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The Omo Valley Tribes Adventure in Ethiopia (+ How To Visit Cheaply)

This is based on a trip I did to the Omo Valley tribes in Ethiopia with two others.

Many travellers in Ethiopia are interested in seeing the traditional tribes of the Omo National Park and Mago National Park, amongst others, but are put off by the expensive prices of the tours to get there.

So here is some advice on how to do it cheaply on a budget and have a more unique experience than being on a tour.

How to Visit The Omo Valley Tribes (Cheaply)

Omo Valley tribes
Hamar tribe of the Omo Valley.

We started in the provincial town of Konso in the south. We asked around the crossroads in the centre of town for someone who knew the area where some of the tribes were, and who could speak with them. We found a guide and paid him 25 US dollars a day to take us.

We decided to hitch-hike to save money on expensive 4WD rentals.

The guide was very useful in organising a lift to the town of Turmi inside the tribal region. Expect to pay some tips to the people who give you a lift, 5-10 US dollars should be good.


According to the government, tourists are not allowed to use public transport (which is extremely limited anyway), and must have their own car.

But we didn’t have to much trouble with hitching rides. Except for one day near Turmi where we waited for several hours under a tree for any vehicle to come, and none did.

But there was a local village nearby and the tribe were intrigued at these strangers sitting under a tree and not in their own 4WD car.

The tribe are used to the expensive tour groups coming in and taking photos for 20 minutes, then going away.

So they came over, and through our guide translating, talked with us, sat with us, laughed with us, and generally hanged out for many hours.

It was interesting to see a tour show up as they all disappeared to the village to put on a tourist show for 20 minutes, then came back to relax with us.

When a lift never came a Hamar man from the village walked us through the bush back to Turmi under a full moon. A magical experience.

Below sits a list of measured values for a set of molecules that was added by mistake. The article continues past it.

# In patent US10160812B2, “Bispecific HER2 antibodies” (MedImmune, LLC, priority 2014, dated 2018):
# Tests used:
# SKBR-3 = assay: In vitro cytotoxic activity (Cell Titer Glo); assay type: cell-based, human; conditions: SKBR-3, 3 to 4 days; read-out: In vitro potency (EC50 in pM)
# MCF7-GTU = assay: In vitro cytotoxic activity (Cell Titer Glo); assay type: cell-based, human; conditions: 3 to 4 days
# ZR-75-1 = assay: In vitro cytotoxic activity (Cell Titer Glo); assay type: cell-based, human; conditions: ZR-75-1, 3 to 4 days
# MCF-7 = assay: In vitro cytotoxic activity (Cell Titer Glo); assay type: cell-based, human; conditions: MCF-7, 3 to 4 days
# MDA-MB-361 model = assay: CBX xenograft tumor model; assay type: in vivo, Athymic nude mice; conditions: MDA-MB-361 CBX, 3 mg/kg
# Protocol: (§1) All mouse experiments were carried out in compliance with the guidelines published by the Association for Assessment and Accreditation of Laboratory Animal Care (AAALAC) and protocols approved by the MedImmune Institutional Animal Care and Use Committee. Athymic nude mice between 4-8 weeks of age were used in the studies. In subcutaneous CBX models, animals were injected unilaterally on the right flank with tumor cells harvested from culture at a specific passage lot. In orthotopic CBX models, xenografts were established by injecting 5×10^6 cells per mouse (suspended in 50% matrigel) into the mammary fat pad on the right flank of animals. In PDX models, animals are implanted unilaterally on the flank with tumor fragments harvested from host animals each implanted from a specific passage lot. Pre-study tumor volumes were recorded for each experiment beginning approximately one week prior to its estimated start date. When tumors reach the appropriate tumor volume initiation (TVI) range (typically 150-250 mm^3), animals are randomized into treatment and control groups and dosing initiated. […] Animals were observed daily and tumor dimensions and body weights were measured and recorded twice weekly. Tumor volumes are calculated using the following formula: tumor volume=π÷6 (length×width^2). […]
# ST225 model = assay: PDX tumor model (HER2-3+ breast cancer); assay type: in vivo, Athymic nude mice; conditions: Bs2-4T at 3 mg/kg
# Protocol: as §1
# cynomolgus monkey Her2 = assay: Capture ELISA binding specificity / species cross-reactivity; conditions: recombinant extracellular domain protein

We managed to hike to some villages in the middle of nowhere where cars don’t go, and they are not used to tourists.

Here you can camp in your own tent near the village, or there is normally a hut for teachers that you can share. You most likely will be able to eat and chat with the tribe, paying no money, and really have a great time.

The Hamar tribe we stayed with were getting ready to celebrate a boy coming of age, and everyone was drinking and celebrating at night.

We joined in!

Omo Valley tribes
Having a locally brewed drink with the Hamar tribe in the Omo Valley.
Omo Valley tribes
A little tipsy after the drink!

The next day they started face painting each other. The women were very drunk as they prepared for the ancient tradition of being whipped by the men as a show of their love.

I personally did not like it, but it is their tradition.

We spent all morning with them, the same tribe we stayed with the night before, and felt like we knew them pretty well now, and were accepted easily amongst them.

Omo Valley tribes
Getting painted for the bull running.

Then the boy coming of age had to jump over several bulls, back and forth a few times to show his manhood.

This is a major tourist attraction, and out of nowhere the expensive tour groups showed up in their cars, took photos for 1 hour or so, then went away.

It was strange seeing all the tourists showing up after being alone with the Hamar tribe for so long. The bull running felt like a human zoo attraction.

When you get a lift to places it will probably be with an Ethiopian driving around the area. There are not many vehicles so expect to wait.

Crocodile River in The Omo Valley